But.

Why limit myself to possibilities for new, different relationships? Maybe I simply don’t know that I could possibly want new friends…

So I want to leave my wants list open.

Which brings me back to my don’t wants.

I know more clearly, and with more conviction than ever, that my don’t wants are at least equally if not more important than my wants.

If only I had known this ten years ago… (eye roll emoji)

Things I don’t want

  • to live with (a lot of) people (less is more, at least for the foreseeable future)
  • to share my work space (writing and creativity requires solitude, if I can’t be undisturbed I can’t function)
  • short hair (because it looks ridiculous on me)
  • clutter, knicknacks, other people’s stuff in my space (working on it)
  • writing prompts (unless I get paid for them but even then I’d rather not write based on prompts)
  • white carbs (but there’s the aforementioned cannoli)
  • arguments with teenagers (which have been few and far between since we changed our domestic living situation)
  • more pets (Tucker can stay of course but the kids talked about guinea pigs before and then cats later… no)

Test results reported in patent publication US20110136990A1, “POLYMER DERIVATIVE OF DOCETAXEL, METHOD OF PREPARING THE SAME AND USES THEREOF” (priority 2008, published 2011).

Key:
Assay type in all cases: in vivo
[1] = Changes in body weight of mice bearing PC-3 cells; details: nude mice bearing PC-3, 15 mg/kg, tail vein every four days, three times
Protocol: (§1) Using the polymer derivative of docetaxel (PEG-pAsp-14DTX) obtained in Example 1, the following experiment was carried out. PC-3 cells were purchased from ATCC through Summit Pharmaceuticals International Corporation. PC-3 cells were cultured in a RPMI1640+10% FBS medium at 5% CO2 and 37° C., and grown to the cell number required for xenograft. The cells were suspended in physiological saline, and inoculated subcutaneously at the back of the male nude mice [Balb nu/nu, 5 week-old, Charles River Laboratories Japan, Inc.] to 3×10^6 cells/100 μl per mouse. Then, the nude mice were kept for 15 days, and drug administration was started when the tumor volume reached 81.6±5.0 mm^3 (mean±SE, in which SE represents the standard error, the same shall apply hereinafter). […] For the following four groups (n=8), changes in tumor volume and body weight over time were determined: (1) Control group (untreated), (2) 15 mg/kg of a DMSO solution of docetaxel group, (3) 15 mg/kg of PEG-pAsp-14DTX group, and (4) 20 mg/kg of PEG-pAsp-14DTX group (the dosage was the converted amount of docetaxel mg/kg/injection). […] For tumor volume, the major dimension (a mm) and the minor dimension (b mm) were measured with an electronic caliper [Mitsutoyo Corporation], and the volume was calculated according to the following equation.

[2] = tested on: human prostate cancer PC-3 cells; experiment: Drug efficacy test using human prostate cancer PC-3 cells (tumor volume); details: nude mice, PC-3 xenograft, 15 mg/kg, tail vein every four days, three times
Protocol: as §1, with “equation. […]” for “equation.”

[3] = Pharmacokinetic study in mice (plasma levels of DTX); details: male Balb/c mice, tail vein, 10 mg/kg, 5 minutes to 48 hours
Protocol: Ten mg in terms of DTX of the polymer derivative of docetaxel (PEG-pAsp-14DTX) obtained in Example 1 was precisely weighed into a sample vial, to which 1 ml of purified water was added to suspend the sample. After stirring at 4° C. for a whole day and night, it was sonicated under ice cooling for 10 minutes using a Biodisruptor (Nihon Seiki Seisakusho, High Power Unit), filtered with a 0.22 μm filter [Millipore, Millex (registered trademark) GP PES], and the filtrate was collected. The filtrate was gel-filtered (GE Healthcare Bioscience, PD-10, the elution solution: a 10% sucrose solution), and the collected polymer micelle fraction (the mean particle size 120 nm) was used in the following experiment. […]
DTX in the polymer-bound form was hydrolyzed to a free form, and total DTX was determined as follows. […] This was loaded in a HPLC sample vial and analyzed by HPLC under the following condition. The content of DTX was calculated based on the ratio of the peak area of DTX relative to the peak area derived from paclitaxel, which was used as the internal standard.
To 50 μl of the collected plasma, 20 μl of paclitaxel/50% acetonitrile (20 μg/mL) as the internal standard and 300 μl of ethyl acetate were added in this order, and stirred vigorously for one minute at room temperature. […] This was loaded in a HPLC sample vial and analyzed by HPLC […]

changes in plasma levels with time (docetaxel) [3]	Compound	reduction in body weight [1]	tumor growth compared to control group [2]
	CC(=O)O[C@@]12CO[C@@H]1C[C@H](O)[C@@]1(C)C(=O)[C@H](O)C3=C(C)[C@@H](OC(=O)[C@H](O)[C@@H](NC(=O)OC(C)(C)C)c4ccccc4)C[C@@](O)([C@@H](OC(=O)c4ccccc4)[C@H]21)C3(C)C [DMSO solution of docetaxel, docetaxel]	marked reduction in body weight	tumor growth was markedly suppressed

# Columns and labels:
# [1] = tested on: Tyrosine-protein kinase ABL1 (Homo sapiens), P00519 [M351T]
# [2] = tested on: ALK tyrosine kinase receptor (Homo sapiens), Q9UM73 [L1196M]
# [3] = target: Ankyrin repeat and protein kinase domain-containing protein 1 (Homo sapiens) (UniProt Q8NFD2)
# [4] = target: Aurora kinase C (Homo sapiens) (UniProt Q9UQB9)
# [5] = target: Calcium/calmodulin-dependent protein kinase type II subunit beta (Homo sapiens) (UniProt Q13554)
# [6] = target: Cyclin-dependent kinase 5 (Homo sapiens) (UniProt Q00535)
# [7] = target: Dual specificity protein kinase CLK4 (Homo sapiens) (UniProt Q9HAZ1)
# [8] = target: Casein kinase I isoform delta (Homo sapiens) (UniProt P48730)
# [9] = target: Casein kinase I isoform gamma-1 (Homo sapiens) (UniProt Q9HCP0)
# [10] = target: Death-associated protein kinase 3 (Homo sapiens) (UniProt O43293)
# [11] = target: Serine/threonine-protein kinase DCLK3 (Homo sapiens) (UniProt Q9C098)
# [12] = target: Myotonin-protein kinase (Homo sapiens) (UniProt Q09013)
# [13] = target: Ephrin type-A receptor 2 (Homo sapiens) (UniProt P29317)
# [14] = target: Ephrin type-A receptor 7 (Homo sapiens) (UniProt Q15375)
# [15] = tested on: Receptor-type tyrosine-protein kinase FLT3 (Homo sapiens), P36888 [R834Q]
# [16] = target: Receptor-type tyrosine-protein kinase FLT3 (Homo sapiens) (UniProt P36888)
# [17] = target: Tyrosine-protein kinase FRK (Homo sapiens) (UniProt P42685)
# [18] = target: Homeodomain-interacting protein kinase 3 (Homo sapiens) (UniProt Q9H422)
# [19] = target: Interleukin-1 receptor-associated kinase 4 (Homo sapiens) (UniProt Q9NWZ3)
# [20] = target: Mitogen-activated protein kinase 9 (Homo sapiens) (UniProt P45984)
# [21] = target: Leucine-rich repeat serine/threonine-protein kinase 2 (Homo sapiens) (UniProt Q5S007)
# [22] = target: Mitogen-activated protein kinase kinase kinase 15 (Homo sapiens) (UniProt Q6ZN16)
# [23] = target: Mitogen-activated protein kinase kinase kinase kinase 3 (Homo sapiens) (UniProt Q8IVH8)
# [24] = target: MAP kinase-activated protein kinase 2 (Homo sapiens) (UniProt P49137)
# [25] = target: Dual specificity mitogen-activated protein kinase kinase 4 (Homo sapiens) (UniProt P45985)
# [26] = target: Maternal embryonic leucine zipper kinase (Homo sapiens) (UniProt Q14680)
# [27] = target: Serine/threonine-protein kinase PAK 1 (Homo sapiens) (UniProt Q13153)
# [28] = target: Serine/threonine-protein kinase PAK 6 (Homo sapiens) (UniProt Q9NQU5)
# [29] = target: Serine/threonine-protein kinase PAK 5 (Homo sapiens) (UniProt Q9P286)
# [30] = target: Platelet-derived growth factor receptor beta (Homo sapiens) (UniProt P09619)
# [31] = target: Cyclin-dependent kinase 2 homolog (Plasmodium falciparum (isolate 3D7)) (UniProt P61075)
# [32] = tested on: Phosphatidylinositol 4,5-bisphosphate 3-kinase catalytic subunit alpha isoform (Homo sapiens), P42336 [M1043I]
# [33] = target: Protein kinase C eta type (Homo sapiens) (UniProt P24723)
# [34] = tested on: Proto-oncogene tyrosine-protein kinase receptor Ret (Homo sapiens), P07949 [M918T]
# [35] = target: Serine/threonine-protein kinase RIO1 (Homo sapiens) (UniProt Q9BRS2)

• nurture relationships with people who don’t reciprocate (the purge began last year and is ongoing, which resulted in some pleasant surprises )
  • waste time (this takes determination and focus and is ongoing )
  • lose more eyesight or hearing (that is beyond my control although some preventative measures will help prevail what is still functioning)

I could go on. What I’m saying is, I feel less inclined to spend my energy on desiring and wanting things that seem too far out of reach and instead focus on the pragmatic approaches that will lead to gainful achievement of my wants and desires.

Gratitude works. I can honestly say I’m grateful for everyone in my family who has accepted and accommodated my desire to live in a room with a door, and in some cases sacrificed their own personal situation to make this happen. I used to feel guilty, but I don’t anymore. I earned/am entitled to the right to pursue my passion (if that’s the right way to say it) and I’m doing it (even if much of it is not publicized here on the blog).

The above lists are a little superficial in nature, but the point of this post is to get you thinking about your wants and don’t wants.

Most of us focus on what we want, but do we know acutely what we don’t want?

Do the two lists supplement each other and help guide us?

I think yes. If I’m not clear about what I don’t want, and express this precisely and clearly to my orbiting tribe, confusion and chaos will reign in my environment. I can’t waver and constantly accommodate everyone else’s need – there has to be a balance while still managing the interests and needs of others who matter to me.

Funny how as a Libra I only recently, in middle age, figured out how to tip the scales into equilibrium…

So now it’s your turn.

Do you know clearly what you want and don’t want?

See you in the comments.